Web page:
—47, Colorado

13. “I always had a rough relationship with my mom, and it got worse when she cheated on and eventually left my dad for his brother. We were in a better place, and she agreed to watch my 1-year-old daughter while I went on a babymoon for my second child. She had agreed to do this months in advance but ‘changed her mind’ weeks before our trip when she realized she had to take a vacation from work to watch her. This was admittedly the straw that broke the camel’s back.”

“We haven’t spoken in over a decade, and she doesn’t know her grandchildren at all; she’s made no effort.”

—36, Wyoming

<span class="copyright">StockPlanets via Getty Images</span>
StockPlanets via Getty Images

14. “The final straw with my parents was when they would not support my decision to attend college in another state, even though I was offered a scholarship and I had already worked hard at community college for two years. They would have preferred me to stay home and keep raising their three other children and continue cleaning their home (even though my mom stayed at home). I was Cinderella, and my going to college would ruin their plan for me to continue taking care of everyone else. This was also more obvious when they threatened to call the police and say I stole my own car (since my dad’s name was also on the title), and they didn’t want me to have it if I was leaving them.”

“I was young and naive, and I complied. They showed further ‘support’ by giving my car to my younger sister (who then crashed it). I eventually got my car back and removed his name from the title, but it took 10 years and many years of therapy to get there.”

—32, Florida

15. “My grandmother passed away, and my mother and uncles (who all own their own houses and are fairly financially stable) made sure to keep me, my sister, and our cousins out of the will. There were multiple properties (nothing too fancy, but a condo in Boca and a small cabin in Vermont) and some money. I found this out at the funeral last June and felt disgusted by the greed of the boomers in my family but kept quiet. I was a hard worker (fully employed during a challenging grad school program and having two jobs at other times). I never gave myself a break with an ‘I just have to get through this’ attitude. My husband and I had taken a single vacation in our ten years of marriage, and it was in 2014 (only because he got a disability settlement, and we decided to splurge a little).”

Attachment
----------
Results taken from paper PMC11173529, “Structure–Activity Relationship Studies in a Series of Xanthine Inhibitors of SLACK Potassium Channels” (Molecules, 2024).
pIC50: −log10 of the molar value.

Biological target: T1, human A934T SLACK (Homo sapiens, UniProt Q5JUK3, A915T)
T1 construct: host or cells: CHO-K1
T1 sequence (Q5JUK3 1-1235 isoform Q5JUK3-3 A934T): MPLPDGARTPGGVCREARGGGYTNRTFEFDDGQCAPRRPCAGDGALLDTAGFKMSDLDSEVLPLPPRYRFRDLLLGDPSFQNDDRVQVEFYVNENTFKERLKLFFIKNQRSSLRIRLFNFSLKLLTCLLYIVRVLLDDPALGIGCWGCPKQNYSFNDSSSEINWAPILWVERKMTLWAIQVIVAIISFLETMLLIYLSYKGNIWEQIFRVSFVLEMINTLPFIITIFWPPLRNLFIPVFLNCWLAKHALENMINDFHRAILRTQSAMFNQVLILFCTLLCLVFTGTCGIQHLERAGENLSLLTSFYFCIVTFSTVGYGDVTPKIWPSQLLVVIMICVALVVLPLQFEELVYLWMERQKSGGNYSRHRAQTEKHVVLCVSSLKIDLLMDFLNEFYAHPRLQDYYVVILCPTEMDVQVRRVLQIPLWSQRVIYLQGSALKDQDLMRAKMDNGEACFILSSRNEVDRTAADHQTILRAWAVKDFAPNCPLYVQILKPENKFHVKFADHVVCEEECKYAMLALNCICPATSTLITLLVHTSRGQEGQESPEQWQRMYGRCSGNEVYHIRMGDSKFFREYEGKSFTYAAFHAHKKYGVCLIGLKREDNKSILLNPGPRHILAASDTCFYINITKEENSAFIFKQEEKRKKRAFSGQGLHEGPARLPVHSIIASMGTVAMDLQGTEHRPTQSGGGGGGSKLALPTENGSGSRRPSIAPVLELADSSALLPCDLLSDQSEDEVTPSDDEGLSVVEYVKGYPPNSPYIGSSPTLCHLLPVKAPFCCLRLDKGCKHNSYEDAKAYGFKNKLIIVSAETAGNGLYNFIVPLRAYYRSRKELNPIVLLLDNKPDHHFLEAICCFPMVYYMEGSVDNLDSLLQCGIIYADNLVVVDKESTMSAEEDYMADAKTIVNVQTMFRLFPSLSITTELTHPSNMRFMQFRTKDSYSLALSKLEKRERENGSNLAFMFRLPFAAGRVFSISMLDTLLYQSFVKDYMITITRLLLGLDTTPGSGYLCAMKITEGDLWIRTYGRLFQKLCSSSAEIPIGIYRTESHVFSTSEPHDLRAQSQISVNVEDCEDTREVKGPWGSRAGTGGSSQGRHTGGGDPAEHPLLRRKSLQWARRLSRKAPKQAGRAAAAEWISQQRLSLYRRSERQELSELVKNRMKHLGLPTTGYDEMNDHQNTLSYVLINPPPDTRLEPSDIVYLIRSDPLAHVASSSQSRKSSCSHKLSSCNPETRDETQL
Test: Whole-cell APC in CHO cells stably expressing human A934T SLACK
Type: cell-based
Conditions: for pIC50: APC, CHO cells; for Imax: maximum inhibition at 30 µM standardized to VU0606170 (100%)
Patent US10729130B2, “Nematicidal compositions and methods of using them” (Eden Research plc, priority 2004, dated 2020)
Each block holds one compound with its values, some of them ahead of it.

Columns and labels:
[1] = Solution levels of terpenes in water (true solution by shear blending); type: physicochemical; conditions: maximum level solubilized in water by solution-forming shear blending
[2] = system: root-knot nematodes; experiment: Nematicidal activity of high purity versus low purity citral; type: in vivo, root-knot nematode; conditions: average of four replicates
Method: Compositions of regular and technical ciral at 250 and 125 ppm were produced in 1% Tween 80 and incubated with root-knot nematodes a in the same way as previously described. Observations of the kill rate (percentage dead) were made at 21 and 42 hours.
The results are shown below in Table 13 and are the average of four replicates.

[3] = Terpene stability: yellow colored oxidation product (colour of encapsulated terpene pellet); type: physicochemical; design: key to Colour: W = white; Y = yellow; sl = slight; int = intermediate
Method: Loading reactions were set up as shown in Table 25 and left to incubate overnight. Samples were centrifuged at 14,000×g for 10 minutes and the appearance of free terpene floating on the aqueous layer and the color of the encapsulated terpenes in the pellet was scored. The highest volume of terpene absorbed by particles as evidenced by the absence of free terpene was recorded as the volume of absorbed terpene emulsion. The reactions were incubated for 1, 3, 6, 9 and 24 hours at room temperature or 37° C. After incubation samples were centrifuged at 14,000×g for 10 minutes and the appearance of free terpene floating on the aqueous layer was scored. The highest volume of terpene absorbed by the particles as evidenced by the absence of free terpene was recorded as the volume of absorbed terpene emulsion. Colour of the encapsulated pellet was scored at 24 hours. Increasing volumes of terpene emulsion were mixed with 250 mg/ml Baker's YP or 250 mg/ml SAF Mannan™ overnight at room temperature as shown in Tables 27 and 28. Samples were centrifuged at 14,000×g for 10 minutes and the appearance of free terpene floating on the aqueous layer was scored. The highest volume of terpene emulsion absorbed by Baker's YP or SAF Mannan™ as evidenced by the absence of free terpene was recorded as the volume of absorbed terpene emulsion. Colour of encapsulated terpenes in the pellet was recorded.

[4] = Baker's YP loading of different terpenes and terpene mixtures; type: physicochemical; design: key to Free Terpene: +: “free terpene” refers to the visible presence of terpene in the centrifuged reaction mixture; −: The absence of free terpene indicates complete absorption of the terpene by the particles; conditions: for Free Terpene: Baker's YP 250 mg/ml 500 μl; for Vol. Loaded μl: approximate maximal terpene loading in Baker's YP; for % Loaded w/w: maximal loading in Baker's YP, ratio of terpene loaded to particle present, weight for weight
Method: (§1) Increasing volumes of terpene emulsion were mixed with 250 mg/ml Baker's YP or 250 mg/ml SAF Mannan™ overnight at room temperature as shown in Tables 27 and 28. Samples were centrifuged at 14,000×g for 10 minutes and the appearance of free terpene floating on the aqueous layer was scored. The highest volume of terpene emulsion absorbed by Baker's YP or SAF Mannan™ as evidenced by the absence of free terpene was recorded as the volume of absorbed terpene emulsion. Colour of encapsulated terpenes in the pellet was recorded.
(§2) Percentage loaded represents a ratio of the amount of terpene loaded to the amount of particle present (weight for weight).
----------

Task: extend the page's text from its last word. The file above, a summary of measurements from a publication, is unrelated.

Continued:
“The month after the funeral, I confessed to my mother that I had been working so hard and still had so much debt ... She said, ‘I wish I could help you.’ She most definitely could help me, but she would rather have a summer cabin. I slowly stopped answering phone calls/texting back and then emailed both parents a little before Mother’s Day to let them know that they would not be hearing from me.”

—Anonymous, New Mexico

<span class="copyright">Juan Silva via Getty Images</span>
Juan Silva via Getty Images

16. “My husband and I went no-contact with his parents. The final straw after years of crossed boundaries, disrespect, and emotional incest was when my mother-in-law screamed at my mom. My MIL had paid for a cheap flight for me to go to Phoenix to get my car. It was a flight in the middle of the night, and I was supposed to drive my car (which we weren’t even sure still worked) back to Salt Lake City alone. After my flight was delayed multiple times, I asked my husband to come pick me up because I wasn’t comfortable taking the flight anymore. My MIL, who was with my husband at the time, lost her mind and started screaming at my husband, saying that they would never pay for anything for us ever again if I didn’t take that flight.”

“Mind you, I could either reschedule the flight for the next day or get a full refund. But my MIL decided that I absolutely had to take that flight. My mother happened to call my husband during the fight, and my MIL ended up screaming at my mom to tell me to ‘man up’ and take the flight. After that, my husband and I had a loooooong conversation about how his parents had affected our individual mental and physical health and our relationship. There were many other horrible things that happened, but that was the final straw.”


And finally...  17. “When I finally started therapy at the age of 40, I realized that we had never really connected to my parents. My father worked all the time; my mother dominated the house with her temper. The phrases she said to belittle me and negate my feelings all came up in therapy. I realized that I rad no desire to try for an authentic relationship as I would have to fight against my parents’ engrained dynamics and their assuredness that nothing was wrong in our family the entire time.”

“I just decided to let go of the pretense I had put on for decades.”

—43, Nevada

<span class="copyright">Catherine Falls Commercial via Getty Images</span>
Catherine Falls Commercial via Getty Images